In April/May 2020 the HOMEE Project promoted the international seminar series “Mega-events and the City: Reflections and Lessons from the Expo, Olympics and European Capital of Culture” in cooperation with Urban@it, with the support from DAStU Politecnico di Milano, Urban Center of the City of Milan, and Triennale Milano. The video of all the speeches are available here. Full program available here.

The June 2020 issue of the ENCATC Magazine features one article regarding the HOMEE project and the launch of the charter for mega-events in heritage-rich cities. Download the magazine issue here.

In September 2020, the chapter titled “Umbrellas, Incubators, Mothers, and Killers: Four Types of Relationship Between Cultural Mega-Events and Small and Micro Events in Heritage-Rich European Cities” by Zachary Jones and Davide Ponzini was published in the book Planning and Managing Smaller Events: Downsizing the Urban Spectacle, edited by Stefano Di Vita and Mark Wilson.


Year 3 Activities and Results

On November 13, 2020 the HOMEE Project held the “Emerging challenges for mega-events in Heritage-rich Cities during the COVID-19 era” workshop (both in Pafos, Cyprus, and online). This workshop extended the discussion regarding the draft “Charter for Mega-events in Heritage-rich Cities”, including the heritage and mega-event issues that emerged during the 2020 pandemic. Androula Vassiliou (Former European Commissioner for Education, Culture, Multilingualism and Youth and current Vice President of Europa Nostra) gave the welcoming remarks (click here to watch).

In early 2021, the HOMEE Project published its findings from a more than one-year concurrent study of the 2019 Matera-Basilicata European Capital of Culture in the Urban heritage and mega-events: The case of Matera-Basilicata 2019 European Capital of Culture Report. As with the previous case studies developed during the project, a number of primary and secondary sources were utilized. Extensive fieldwork proved to be indispensable for approaching such a complex environment and avoiding typical simplification with the earliest visits taking place at the end of 2018 and continuing throughout 2019.

Zachary Jones contributed with a presentation regarding the HOMEE project to the 2021 “Megaevent2020 : City, Events, Mega-events and Tourism” conference of the Observatory of Research on Mega-Events (ORME) at the University Gustave Eiffel in May 2021.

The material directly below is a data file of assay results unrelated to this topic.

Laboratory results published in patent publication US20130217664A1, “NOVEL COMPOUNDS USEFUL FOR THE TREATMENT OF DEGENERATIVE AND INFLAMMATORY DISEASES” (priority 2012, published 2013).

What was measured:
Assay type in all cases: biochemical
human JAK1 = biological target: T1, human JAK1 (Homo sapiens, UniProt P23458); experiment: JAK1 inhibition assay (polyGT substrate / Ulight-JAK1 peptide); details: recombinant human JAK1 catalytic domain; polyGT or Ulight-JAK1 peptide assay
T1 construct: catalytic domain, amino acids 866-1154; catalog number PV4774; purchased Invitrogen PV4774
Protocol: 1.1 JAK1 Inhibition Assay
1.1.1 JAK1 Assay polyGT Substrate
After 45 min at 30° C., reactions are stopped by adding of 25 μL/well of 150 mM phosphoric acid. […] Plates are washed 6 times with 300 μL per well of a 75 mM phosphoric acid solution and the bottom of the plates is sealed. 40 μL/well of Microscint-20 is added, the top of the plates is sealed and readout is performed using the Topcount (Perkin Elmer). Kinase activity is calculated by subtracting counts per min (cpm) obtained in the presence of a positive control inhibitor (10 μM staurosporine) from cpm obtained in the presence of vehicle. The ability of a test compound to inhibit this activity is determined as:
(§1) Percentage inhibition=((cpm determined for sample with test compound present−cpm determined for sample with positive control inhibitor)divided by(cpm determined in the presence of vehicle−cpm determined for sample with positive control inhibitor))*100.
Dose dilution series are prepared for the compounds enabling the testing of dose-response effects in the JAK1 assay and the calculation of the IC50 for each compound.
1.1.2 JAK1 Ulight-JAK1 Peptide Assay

In June 2021, the Charter for Mega-events in Heritage-rich Cities was published online (e-version) and endorsed by several actors, institutions and organizations.

On July 8, 2021, the “Mega-events in heritage-rich cities: From research to principles and policy recommendations” online conference launched the Charter for Mega-events in Heritage-rich Cities. Among the international experts and policy-makers who contributed to the event: Ana Kočegarova (Head of Programme of the Kaunas 2022 ECoC); Maria Gravari-Barbas (Professor, Paris 1 Sorbonne Sorbonne University; Director of the “Tourism, Culture, Development” UNESCO Chair); Pascal Liévaux (Chair of the EU Joint Programming Initiatives on Cultural Heritage); Chryssa Martini (Eleusis 2023 ECoC); Marco Edoardo Minoja (Cultural Director, City of Milan); Jordi Pascual (Coordinator of the Secretariat of the Committee on Culture of United Cities and Local Governments); Robert Piaskowski (Plenipotentiary of the Mayor of Krakow for Culture, on behalf of the Organization of World Heritage Cities). Sneška Quaedvlieg-Mihailović (Secretary General, Europa Nostra). The video recording of the sessions are now available online. See the morning session HERE, and the afternoon session HERE.


Project Leader: Davide Ponzini (Politecnico di Milano); Research Partners: Franco Bianchini (University of Hull), Julia Georgi (Neapolis University Pafos), Jacek Purchla (International Cultural Center)

The research project HOMEE is funded under the European call “JPICH Heritage in Changing Environments

[photograph in this page by Anthony Delanoix]